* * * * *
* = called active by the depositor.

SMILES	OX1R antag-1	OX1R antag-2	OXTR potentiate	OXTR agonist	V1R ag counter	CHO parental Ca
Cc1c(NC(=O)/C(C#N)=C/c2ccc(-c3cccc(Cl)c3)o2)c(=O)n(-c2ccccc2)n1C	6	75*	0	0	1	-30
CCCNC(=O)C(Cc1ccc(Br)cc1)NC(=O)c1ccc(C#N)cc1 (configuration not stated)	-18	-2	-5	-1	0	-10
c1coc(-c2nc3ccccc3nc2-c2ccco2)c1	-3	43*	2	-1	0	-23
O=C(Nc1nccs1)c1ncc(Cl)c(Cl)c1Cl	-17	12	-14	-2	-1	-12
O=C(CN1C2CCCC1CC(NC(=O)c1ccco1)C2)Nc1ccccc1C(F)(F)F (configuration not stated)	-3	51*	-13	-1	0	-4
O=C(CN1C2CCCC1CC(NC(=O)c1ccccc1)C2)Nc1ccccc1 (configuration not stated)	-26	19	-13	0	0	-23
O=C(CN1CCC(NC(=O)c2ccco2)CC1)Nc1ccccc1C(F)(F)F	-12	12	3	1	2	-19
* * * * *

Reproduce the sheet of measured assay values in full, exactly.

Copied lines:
* = called active by the depositor.

SMILES	OX1R antag-1	OX1R antag-2	OXTR potentiate	OXTR agonist	V1R ag counter	CHO parental Ca
Cc1c(NC(=O)/C(C#N)=C/c2ccc(-c3cccc(Cl)c3)o2)c(=O)n(-c2ccccc2)n1C	6	75*	0	0	1	-30
CCCNC(=O)C(Cc1ccc(Br)cc1)NC(=O)c1ccc(C#N)cc1 (configuration not stated)	-18	-2	-5	-1	0	-10
c1coc(-c2nc3ccccc3nc2-c2ccco2)c1	-3	43*	2	-1	0	-23
O=C(Nc1nccs1)c1ncc(Cl)c(Cl)c1Cl	-17	12	-14	-2	-1	-12
O=C(CN1C2CCCC1CC(NC(=O)c1ccco1)C2)Nc1ccccc1C(F)(F)F (configuration not stated)	-3	51*	-13	-1	0	-4
O=C(CN1C2CCCC1CC(NC(=O)c1ccccc1)C2)Nc1ccccc1 (configuration not stated)	-26	19	-13	0	0	-23
O=C(CN1CCC(NC(=O)c2ccco2)CC1)Nc1ccccc1C(F)(F)F	-12	12	3	1	2	-19